Good question. We broadly focus on young entrepreneurs under 30, but different programs have different focus age groups. We love working with university or high school students (or people in those age groups - school registration is not a requirement). We have some exciting programs for high school students coming soon. 🎉
4.) Is it better to join with a team, or is it better to join solo?
As with many things in the startup world, as in life, it’s best to do what’s right for you. That being said, it’s impossible to build a thriving startup or enterprise alone. At some point solo founders will need to bring other people on board, and we think it’s usually best to do that as early as possible. Working with a small team usually leads to a much stronger outcome, both because of the diversity of ideas and solutions that groups can come up with, but also because building a startup is a damn lot of work. The more hours and more hands that can go into that effort the better.
That being said, it’s also worth noting that one of the main reasons that startups fail is because of co-founder disagreements. We recommend that all teams take sufficient time to make sure that they’re aligned on values, long-term goals (personal and professional), roles, finances and financial objectives, and work styles. These issues (amongst others) can easily derail a startup effort.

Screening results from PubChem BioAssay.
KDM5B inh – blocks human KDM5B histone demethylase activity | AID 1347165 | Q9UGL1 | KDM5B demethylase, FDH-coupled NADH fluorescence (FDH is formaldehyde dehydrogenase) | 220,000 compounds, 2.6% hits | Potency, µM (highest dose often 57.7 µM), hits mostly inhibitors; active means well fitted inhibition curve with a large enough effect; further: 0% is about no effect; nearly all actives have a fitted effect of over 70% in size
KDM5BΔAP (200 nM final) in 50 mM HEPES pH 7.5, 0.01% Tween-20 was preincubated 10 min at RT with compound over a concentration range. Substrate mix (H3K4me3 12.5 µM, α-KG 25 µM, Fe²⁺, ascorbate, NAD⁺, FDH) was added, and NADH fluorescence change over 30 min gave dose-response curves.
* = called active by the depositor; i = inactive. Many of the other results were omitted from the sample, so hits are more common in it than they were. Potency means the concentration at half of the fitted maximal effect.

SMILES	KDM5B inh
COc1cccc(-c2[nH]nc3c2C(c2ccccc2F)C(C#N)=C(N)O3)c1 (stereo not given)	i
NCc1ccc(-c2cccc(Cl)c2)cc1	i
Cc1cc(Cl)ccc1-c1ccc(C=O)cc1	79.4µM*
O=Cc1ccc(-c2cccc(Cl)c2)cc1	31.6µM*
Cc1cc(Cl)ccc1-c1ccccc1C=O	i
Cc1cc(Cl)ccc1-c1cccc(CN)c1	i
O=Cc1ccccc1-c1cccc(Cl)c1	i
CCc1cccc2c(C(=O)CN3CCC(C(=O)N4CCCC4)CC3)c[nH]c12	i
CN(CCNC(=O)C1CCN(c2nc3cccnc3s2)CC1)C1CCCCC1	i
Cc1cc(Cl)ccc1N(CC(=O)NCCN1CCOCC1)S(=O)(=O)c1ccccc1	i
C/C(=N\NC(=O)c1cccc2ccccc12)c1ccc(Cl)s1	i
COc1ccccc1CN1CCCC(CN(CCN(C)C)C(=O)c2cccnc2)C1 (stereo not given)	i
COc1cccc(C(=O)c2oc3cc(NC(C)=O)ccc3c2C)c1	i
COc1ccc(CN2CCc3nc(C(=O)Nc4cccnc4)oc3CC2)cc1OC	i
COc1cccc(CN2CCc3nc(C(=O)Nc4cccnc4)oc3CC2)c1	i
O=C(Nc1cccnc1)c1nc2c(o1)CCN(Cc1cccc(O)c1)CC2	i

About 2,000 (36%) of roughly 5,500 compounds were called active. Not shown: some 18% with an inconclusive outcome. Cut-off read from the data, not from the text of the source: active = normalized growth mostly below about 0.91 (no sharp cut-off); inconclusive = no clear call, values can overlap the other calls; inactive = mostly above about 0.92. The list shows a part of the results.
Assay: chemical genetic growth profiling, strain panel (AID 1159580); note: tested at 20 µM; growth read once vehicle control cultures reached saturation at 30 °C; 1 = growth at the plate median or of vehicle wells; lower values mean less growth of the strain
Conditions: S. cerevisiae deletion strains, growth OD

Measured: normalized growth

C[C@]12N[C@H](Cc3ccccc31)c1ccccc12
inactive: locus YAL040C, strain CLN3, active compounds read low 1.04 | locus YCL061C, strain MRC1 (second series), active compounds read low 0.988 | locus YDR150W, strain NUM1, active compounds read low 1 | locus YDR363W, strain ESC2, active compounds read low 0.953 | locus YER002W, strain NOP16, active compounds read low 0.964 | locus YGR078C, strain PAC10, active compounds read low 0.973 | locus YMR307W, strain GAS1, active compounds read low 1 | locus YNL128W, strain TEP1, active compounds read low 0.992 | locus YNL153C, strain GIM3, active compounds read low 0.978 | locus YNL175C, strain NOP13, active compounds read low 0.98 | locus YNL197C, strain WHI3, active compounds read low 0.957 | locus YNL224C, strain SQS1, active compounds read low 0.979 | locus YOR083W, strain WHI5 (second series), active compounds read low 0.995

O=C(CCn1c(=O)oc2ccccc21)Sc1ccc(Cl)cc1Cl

5.) What kind of equipment do I need to have to participate in a virtual activity?
While many things can be done on phones today, we have seen that people are most effective at (a) building a startup and (b) taking part in online workshops when they’re using a desktop or laptop computer.
A good internet connection also helps.
We strongly encourage people to wear headphones with a microphone for video discussions or calls. This usually gives better sound quality, and leaves your hands free for other activities like taking notes, doing research, or sharing questions on the video call chat.
We generally use Zoom.us for our video-conference sessions. We encourage you to download it on both your laptop and mobile phone (as backup), and try it out with friends! 🥳
6.) Do you have any tips for having a great video call or meeting?
Use headphones, except if many people are trying to connect on one device
Each person should keep their video on, so people can see each other, unless bandwidth issues are impacting quality
Mute your microphone when not speaking, and be aware of background noise
The location you are in, and readiness for the call/meeting, is the same whether you are at an in-person meeting or on a call; walking around, in a noisy/distracting place, people distracting you, or trying to multi-task (on your phone, laptop, etc) is just as disruptive for an online meeting as for an in-person meeting.
Agendas are massively helpful to have effective meetings (see IDOARRT for a popular framework; we add NAR to that as well, for Notes Shared, Actions Assigned (to specific people, etc), Reflection on how to make the next meeting more effective
Have fun! :-)
7.) Which language is the Sprint in?